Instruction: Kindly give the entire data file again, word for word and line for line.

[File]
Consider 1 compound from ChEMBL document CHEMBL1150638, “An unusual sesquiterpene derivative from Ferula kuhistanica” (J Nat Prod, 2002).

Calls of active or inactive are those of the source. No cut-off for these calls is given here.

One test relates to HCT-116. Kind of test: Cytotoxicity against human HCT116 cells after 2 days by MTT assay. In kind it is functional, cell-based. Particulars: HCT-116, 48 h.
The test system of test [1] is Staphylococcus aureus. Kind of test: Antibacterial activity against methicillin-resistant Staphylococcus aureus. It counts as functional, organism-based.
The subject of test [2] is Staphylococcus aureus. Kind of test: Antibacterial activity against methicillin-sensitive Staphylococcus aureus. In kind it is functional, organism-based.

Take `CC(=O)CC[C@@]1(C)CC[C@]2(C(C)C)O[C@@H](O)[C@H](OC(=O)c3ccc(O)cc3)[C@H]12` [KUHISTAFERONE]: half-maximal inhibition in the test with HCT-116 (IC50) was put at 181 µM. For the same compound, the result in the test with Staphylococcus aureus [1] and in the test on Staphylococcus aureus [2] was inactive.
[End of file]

Consider 1 compound from ChEMBL document CHEMBL1150638, “An unusual sesquiterpene derivative from Ferula kuhistanica” (J Nat Prod, 2002).

Calls of active or inactive are those of the source. No cut-off for these calls is given here.

One test relates to HCT-116. Kind of test: Cytotoxicity against human HCT116 cells after 2 days by MTT assay. In kind it is functional, cell-based. Particulars: HCT-116, 48 h.
The test system of test [1] is Staphylococcus aureus. Kind of test: Antibacterial activity against methicillin-resistant Staphylococcus aureus. It counts as functional, organism-based.
The subject of test [2] is Staphylococcus aureus. Kind of test: Antibacterial activity against methicillin-sensitive Staphylococcus aureus. In kind it is functional, organism-based.

Take `CC(=O)CC[C@@]1(C)CC[C@]2(C(C)C)O[C@@H](O)[C@H](OC(=O)c3ccc(O)cc3)[C@H]12` [KUHISTAFERONE]: half-maximal inhibition in the test with HCT-116 (IC50) was put at 181 µM. For the same compound, the result in the test with Staphylococcus aureus [1] and in the test on Staphylococcus aureus [2] was inactive.